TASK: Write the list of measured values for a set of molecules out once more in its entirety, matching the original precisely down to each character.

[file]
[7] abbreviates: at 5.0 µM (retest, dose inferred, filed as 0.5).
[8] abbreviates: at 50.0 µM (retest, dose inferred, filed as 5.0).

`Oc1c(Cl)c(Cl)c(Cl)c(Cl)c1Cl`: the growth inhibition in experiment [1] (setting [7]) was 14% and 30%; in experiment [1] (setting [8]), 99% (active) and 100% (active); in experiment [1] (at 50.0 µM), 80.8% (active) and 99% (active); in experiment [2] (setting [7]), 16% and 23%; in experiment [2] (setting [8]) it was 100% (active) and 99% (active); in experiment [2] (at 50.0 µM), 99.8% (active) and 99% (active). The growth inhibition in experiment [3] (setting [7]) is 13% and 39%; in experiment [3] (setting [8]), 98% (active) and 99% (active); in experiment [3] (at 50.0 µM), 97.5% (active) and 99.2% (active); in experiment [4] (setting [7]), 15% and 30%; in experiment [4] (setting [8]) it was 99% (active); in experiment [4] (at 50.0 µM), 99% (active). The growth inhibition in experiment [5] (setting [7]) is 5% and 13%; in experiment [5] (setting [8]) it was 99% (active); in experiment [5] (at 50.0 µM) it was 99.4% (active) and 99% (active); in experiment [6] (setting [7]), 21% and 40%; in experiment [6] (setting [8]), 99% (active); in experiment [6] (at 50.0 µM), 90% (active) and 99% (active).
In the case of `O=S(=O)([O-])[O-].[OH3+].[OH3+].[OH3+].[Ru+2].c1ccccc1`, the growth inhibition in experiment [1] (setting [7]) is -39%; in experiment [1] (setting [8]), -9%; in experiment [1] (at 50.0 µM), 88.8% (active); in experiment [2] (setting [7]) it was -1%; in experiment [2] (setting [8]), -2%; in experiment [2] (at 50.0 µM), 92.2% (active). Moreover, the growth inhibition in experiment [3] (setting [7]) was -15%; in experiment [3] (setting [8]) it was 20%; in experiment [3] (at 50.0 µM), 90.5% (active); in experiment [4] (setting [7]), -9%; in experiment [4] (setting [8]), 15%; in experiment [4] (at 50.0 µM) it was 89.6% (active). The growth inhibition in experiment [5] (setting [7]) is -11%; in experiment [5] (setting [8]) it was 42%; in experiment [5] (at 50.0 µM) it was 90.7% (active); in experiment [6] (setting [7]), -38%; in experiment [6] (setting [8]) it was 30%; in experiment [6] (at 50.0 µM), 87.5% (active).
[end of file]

[7] abbreviates: at 5.0 µM (retest, dose inferred, filed as 0.5).
[8] abbreviates: at 50.0 µM (retest, dose inferred, filed as 5.0).

`Oc1c(Cl)c(Cl)c(Cl)c(Cl)c1Cl`: the growth inhibition in experiment [1] (setting [7]) was 14% and 30%; in experiment [1] (setting [8]), 99% (active) and 100% (active); in experiment [1] (at 50.0 µM), 80.8% (active) and 99% (active); in experiment [2] (setting [7]), 16% and 23%; in experiment [2] (setting [8]) it was 100% (active) and 99% (active); in experiment [2] (at 50.0 µM), 99.8% (active) and 99% (active). The growth inhibition in experiment [3] (setting [7]) is 13% and 39%; in experiment [3] (setting [8]), 98% (active) and 99% (active); in experiment [3] (at 50.0 µM), 97.5% (active) and 99.2% (active); in experiment [4] (setting [7]), 15% and 30%; in experiment [4] (setting [8]) it was 99% (active); in experiment [4] (at 50.0 µM), 99% (active). The growth inhibition in experiment [5] (setting [7]) is 5% and 13%; in experiment [5] (setting [8]) it was 99% (active); in experiment [5] (at 50.0 µM) it was 99.4% (active) and 99% (active); in experiment [6] (setting [7]), 21% and 40%; in experiment [6] (setting [8]), 99% (active); in experiment [6] (at 50.0 µM), 90% (active) and 99% (active).
In the case of `O=S(=O)([O-])[O-].[OH3+].[OH3+].[OH3+].[Ru+2].c1ccccc1`, the growth inhibition in experiment [1] (setting [7]) is -39%; in experiment [1] (setting [8]), -9%; in experiment [1] (at 50.0 µM), 88.8% (active); in experiment [2] (setting [7]) it was -1%; in experiment [2] (setting [8]), -2%; in experiment [2] (at 50.0 µM), 92.2% (active). Moreover, the growth inhibition in experiment [3] (setting [7]) was -15%; in experiment [3] (setting [8]) it was 20%; in experiment [3] (at 50.0 µM), 90.5% (active); in experiment [4] (setting [7]), -9%; in experiment [4] (setting [8]), 15%; in experiment [4] (at 50.0 µM) it was 89.6% (active). The growth inhibition in experiment [5] (setting [7]) is -11%; in experiment [5] (setting [8]) it was 42%; in experiment [5] (at 50.0 µM) it was 90.7% (active); in experiment [6] (setting [7]), -38%; in experiment [6] (setting [8]) it was 30%; in experiment [6] (at 50.0 µM), 87.5% (active).